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BLM Land Auction - Is it a indicator of future home prices in Las Vegas valley!

System - Tuesday, May 5, 2015

With over 15 years in the Southern Nevada real estate market, one of the main questions I receive from our current and future investors in the Las Vegas property management market is “What do you think of the Las Vegas home prices in the near future?”  While I always tell my clientele I don’t have a crystal ball, I rely on multiple factors to help with my evaluation. And today I received a good indicator while reading the Las Vegas Review Journal. The principal of supply and demand continues to play a key role in the future home prices of Las Vegas. When I started in this industry there was vacant land throughout Las Vegas, and on the fringes of the Valley. Fast forward to the present, we have developed numerous master-planned communities, like Summerlin, Southern Highlands, and Mountains Edge. This has given the consumer thousands of acres of land to build homes on, therefore creating more supply. Many of these land purchases were done through the Bureau of Land Management (BLM) of Nevada, which is auctioning off government land.

If you look back at the auction prices in 2000, you’ll see builders and developers purchasing land from $60,000/acre to highs of $140,000/ acre.  With the most recent auction, it’s all prices in the $180,000/acre range for bulk pricing.  There were no large subdivisions purchased. The largest buyer in the last few years has been American West homes. I don’t have the statistics on, but they would have to be in the top two builders in the Southern Nevada market over the past 20+ years. The recent land auctions have not provided any large portions of land for future master-planned communities. With that being said, this economics 101 and supply and demand were to play into the Las Vegas on prices, I personally would make the assumption that home prices well increase in the upcoming years simply based on the fact that there is not a significant amount of new building. This results in home buyers buying the resale homes. This is one of the factors of these land auctions that I personally use.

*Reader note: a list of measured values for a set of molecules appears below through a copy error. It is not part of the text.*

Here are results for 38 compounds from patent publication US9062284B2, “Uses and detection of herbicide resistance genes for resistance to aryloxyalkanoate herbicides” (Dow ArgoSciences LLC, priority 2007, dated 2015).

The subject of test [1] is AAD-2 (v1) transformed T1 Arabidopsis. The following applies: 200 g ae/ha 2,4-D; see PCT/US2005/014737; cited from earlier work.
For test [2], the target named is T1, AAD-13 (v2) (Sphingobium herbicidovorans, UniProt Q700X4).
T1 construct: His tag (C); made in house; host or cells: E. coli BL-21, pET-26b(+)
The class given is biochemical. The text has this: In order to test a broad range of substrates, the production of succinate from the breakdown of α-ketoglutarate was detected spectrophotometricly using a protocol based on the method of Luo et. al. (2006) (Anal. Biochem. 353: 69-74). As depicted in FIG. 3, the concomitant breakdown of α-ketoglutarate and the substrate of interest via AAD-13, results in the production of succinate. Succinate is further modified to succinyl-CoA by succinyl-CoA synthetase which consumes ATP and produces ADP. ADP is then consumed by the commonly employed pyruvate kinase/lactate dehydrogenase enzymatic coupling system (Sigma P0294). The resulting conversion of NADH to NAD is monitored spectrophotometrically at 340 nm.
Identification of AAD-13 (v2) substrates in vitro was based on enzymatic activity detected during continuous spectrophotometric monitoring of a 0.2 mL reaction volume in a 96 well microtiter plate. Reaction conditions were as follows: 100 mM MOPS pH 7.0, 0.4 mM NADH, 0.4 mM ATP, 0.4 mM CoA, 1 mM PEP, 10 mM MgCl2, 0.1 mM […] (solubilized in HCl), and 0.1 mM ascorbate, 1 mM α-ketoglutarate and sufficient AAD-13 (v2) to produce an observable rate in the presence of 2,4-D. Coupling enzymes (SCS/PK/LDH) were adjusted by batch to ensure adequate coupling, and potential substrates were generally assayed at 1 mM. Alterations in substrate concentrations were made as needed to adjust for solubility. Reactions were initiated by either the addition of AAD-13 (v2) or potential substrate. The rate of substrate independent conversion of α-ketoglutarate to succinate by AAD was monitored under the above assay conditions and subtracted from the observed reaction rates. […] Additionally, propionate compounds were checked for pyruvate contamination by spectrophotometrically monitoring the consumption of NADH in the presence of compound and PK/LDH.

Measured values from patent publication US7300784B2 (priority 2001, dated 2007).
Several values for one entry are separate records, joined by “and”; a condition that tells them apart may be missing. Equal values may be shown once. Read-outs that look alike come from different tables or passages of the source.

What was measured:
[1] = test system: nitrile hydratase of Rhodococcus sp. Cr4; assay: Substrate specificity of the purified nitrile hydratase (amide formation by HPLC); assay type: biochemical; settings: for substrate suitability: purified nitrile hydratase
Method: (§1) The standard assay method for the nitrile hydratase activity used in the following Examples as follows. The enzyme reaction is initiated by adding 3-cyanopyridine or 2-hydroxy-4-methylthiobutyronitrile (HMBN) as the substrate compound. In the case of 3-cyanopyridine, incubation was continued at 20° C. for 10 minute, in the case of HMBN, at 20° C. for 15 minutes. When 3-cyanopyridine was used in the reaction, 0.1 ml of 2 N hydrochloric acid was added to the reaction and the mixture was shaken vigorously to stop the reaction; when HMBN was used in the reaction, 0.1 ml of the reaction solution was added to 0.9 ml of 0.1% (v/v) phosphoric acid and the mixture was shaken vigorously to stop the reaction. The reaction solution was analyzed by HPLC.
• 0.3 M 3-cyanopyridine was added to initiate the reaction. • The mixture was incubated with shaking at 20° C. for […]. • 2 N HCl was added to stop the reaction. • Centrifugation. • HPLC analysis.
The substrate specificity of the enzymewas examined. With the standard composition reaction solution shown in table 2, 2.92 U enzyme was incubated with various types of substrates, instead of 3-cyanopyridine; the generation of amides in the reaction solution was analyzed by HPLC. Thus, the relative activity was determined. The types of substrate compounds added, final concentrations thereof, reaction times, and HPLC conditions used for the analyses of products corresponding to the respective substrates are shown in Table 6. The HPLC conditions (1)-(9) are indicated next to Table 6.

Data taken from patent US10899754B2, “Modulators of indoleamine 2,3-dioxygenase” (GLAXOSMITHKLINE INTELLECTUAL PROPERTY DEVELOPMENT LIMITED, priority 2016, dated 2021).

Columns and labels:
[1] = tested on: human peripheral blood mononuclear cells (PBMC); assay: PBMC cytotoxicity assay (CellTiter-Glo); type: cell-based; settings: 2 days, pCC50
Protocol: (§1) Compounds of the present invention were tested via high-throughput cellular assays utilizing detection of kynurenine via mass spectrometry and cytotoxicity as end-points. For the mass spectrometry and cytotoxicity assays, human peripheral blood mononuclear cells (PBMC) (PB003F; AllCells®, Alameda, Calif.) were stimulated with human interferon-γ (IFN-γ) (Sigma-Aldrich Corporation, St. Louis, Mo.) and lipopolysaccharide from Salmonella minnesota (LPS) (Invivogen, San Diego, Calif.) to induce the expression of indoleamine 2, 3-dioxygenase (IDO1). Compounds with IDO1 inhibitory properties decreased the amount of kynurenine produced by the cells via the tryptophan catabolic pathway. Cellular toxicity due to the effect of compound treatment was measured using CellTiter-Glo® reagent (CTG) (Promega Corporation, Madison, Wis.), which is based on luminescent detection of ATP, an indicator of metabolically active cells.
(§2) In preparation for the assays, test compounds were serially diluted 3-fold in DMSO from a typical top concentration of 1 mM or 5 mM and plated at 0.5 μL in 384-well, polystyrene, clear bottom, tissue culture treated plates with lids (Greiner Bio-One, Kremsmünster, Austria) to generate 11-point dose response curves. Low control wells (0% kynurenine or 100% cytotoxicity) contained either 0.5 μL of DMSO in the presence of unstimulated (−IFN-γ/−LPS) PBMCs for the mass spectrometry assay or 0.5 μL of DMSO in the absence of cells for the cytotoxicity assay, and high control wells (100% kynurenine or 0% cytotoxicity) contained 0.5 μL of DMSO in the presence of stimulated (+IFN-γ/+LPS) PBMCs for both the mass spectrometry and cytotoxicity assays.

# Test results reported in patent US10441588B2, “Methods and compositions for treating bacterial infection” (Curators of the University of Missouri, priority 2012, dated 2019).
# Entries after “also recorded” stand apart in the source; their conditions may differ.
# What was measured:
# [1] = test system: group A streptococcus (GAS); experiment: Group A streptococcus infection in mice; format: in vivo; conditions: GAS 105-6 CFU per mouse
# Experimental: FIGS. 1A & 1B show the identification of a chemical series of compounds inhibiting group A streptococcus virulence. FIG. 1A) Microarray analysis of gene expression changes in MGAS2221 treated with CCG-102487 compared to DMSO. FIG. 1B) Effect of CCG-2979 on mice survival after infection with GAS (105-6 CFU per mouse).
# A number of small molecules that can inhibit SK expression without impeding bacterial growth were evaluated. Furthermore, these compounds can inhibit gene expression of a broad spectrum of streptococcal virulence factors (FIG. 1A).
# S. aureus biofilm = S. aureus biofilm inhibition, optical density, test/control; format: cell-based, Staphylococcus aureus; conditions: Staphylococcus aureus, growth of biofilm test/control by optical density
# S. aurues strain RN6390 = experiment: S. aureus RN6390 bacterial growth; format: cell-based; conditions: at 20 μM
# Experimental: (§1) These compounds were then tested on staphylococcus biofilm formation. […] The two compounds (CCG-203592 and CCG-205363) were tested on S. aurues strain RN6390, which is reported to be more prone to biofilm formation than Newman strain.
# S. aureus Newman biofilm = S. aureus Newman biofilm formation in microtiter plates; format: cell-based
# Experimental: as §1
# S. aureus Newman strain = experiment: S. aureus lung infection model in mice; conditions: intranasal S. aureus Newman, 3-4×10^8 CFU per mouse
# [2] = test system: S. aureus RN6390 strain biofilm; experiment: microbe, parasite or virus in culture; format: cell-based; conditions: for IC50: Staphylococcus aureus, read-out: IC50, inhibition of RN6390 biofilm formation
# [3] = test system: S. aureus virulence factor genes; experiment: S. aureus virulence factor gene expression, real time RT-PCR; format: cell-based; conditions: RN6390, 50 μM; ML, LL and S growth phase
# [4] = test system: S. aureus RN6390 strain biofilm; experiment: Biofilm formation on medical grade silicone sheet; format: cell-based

Another factor is the builders are paying good money for raw land when they purchase. Developing this land there are many additional cost in running utilities, developing streets, and overall infrastructure. Ultimately, the buyers of these new homes pay the price. So next time you’re looking to invest in the Las Vegas property management market, go see what the new home prices are selling for, and 10-15% for upgrades, landscaping, and pools.  Divide the total price by the square footage of your home and see what your price per square foot is. Then I like to look at similar resale homes (age/size/structure/amenities) and see how much those homes are selling for.  This helps me gauge the fair market value of that specific area. Many times you will see the home prices selling for 20% more than the “used” homes that were built five years earlier.

By all means this is only one factor that I like to use, and should never be the decision for buying or not buying your investment homes.  These are just a few of the factors I like to add to my overall evaluation. I strongly recommend using a seasoned real estate agent that understands the Las Vegas rental market, and has a track record to prove it.

Las Vegas Review Journal - Published May 6, 2015